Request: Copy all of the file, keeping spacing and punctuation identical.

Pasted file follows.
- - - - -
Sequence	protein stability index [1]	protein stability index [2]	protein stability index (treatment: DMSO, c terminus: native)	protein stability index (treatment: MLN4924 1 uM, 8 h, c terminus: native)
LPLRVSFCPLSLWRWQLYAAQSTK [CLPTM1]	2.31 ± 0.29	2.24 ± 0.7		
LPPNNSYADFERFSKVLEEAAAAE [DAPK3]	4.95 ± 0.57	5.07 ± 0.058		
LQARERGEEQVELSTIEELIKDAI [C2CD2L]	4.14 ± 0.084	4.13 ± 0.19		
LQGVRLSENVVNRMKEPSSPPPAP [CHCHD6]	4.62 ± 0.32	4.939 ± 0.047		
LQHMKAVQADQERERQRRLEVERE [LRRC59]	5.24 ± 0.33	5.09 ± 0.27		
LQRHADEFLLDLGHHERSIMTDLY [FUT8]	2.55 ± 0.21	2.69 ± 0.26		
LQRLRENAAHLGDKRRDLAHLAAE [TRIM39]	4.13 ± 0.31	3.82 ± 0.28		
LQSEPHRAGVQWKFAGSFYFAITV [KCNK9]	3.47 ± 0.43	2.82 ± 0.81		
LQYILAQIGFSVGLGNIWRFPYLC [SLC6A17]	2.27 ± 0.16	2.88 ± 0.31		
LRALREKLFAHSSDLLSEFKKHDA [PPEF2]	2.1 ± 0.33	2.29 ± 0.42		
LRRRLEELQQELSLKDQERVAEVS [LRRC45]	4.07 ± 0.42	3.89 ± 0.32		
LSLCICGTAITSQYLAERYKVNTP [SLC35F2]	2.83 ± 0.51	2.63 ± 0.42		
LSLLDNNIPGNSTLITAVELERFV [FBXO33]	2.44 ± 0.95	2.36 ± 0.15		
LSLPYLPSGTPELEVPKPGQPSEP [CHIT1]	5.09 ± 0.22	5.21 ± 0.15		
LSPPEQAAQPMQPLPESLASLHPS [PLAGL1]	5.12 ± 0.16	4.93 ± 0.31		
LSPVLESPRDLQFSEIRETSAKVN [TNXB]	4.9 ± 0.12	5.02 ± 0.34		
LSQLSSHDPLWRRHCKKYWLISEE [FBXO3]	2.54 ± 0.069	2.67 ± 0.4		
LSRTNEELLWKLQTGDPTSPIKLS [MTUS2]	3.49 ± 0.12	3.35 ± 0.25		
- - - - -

Sequence	protein stability index [1]	protein stability index [2]	protein stability index (treatment: DMSO, c terminus: native)	protein stability index (treatment: MLN4924 1 uM, 8 h, c terminus: native)
LPLRVSFCPLSLWRWQLYAAQSTK [CLPTM1]	2.31 ± 0.29	2.24 ± 0.7		
LPPNNSYADFERFSKVLEEAAAAE [DAPK3]	4.95 ± 0.57	5.07 ± 0.058		
LQARERGEEQVELSTIEELIKDAI [C2CD2L]	4.14 ± 0.084	4.13 ± 0.19		
LQGVRLSENVVNRMKEPSSPPPAP [CHCHD6]	4.62 ± 0.32	4.939 ± 0.047		
LQHMKAVQADQERERQRRLEVERE [LRRC59]	5.24 ± 0.33	5.09 ± 0.27		
LQRHADEFLLDLGHHERSIMTDLY [FUT8]	2.55 ± 0.21	2.69 ± 0.26		
LQRLRENAAHLGDKRRDLAHLAAE [TRIM39]	4.13 ± 0.31	3.82 ± 0.28		
LQSEPHRAGVQWKFAGSFYFAITV [KCNK9]	3.47 ± 0.43	2.82 ± 0.81		
LQYILAQIGFSVGLGNIWRFPYLC [SLC6A17]	2.27 ± 0.16	2.88 ± 0.31		
LRALREKLFAHSSDLLSEFKKHDA [PPEF2]	2.1 ± 0.33	2.29 ± 0.42		
LRRRLEELQQELSLKDQERVAEVS [LRRC45]	4.07 ± 0.42	3.89 ± 0.32		
LSLCICGTAITSQYLAERYKVNTP [SLC35F2]	2.83 ± 0.51	2.63 ± 0.42		
LSLLDNNIPGNSTLITAVELERFV [FBXO33]	2.44 ± 0.95	2.36 ± 0.15		
LSLPYLPSGTPELEVPKPGQPSEP [CHIT1]	5.09 ± 0.22	5.21 ± 0.15		
LSPPEQAAQPMQPLPESLASLHPS [PLAGL1]	5.12 ± 0.16	4.93 ± 0.31		
LSPVLESPRDLQFSEIRETSAKVN [TNXB]	4.9 ± 0.12	5.02 ± 0.34		
LSQLSSHDPLWRRHCKKYWLISEE [FBXO3]	2.54 ± 0.069	2.67 ± 0.4		
LSRTNEELLWKLQTGDPTSPIKLS [MTUS2]	3.49 ± 0.12	3.35 ± 0.25		